Food is complicated. A relative who is a chemical engineer remarked that it is impossibly complex and that he had kept away from food processing for the sake of his sanity. This complexity arises since food products are almost always combinations of materials with differing structure and rheology and that these parameters change during manufacture, distribution and storage.
Structural investigation can be a valuable tool. It can be applied during product development, troubleshooting or simply for quality control. There are a battery of techniques for finding out what is going on. These include both invasive and non-invasive methods of investigation.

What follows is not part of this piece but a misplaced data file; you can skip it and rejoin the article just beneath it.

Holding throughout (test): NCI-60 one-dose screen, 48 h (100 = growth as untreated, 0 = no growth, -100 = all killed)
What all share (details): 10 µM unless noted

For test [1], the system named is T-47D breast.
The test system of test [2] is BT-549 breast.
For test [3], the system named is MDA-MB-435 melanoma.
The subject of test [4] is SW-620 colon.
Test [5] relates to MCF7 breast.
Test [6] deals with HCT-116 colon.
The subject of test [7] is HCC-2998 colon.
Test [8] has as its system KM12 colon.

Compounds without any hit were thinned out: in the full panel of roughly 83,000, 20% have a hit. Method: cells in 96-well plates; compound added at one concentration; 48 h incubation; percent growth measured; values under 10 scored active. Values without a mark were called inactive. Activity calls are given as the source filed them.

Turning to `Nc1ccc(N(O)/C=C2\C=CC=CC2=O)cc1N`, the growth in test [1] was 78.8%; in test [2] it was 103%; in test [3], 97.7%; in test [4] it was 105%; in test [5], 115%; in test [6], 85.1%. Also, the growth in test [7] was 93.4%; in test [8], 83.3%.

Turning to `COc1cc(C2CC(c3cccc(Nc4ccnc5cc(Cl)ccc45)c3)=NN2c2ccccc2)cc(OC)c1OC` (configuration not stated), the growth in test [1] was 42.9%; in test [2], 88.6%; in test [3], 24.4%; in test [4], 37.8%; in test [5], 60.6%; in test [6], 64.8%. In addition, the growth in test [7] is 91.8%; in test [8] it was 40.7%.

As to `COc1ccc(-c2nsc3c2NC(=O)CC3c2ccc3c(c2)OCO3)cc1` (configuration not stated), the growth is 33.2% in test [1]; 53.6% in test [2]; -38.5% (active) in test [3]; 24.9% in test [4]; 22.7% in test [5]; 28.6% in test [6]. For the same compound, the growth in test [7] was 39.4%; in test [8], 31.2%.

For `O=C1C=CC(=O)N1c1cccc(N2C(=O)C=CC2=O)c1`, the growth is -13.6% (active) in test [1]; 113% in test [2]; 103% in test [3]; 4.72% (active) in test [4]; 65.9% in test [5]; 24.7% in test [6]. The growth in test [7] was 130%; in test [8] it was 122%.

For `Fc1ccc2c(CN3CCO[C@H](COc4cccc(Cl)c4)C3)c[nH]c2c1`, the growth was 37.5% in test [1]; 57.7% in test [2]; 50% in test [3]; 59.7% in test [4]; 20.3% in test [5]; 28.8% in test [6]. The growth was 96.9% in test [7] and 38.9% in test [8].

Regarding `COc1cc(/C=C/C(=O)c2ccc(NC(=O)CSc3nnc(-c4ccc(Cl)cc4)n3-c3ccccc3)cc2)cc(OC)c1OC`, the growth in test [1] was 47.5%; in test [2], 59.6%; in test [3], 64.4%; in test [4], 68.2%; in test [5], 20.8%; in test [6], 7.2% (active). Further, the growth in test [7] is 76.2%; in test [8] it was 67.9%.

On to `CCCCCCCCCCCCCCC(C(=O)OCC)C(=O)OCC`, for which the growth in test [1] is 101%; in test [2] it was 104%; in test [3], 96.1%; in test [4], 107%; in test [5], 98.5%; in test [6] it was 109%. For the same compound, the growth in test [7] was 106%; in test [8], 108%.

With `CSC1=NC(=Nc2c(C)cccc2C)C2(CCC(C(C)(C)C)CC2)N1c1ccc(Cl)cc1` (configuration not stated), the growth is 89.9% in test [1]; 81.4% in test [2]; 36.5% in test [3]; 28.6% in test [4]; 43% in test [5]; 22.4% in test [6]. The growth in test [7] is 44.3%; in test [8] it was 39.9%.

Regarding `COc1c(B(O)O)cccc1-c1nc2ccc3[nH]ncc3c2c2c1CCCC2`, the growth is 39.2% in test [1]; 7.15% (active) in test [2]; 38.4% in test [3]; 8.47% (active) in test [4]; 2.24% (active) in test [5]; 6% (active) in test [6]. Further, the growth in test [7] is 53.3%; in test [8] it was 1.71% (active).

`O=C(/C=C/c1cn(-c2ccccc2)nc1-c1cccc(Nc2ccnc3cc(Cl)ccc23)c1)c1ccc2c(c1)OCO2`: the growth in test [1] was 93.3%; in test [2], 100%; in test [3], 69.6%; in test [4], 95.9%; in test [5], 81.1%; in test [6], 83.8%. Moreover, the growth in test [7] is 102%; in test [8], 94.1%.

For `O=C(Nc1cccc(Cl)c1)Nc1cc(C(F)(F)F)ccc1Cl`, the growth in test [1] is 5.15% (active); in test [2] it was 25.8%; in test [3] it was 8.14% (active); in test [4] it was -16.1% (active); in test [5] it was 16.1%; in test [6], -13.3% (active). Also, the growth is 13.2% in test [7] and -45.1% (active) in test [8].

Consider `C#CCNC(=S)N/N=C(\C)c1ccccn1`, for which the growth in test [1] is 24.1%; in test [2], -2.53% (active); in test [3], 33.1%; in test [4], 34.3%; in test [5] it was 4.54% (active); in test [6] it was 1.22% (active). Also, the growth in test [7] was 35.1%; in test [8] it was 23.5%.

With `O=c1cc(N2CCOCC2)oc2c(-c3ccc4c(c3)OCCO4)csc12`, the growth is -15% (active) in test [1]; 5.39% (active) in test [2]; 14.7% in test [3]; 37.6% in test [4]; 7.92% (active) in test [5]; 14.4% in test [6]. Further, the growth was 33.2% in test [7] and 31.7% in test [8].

There are many different aspects to achieving success in NPD, but there is always a fundamental requirement to have a thorough understanding of ingredients
Many factors can compromise the quality and/or safety of a food product. But one of the most common scenarios that faces a manufacturer is an unexpected problem that comes with a change of supplier. The irony is that everything seems fine when the ingredient is received. It meets its specification (and this is similar to the previous supplier’s), yet nonetheless, the finished product ends up being far from satisfactory.
The industry needs reliable, accurate and robust methods that deliver answers to a range of questions. Method development is as much about validation as development.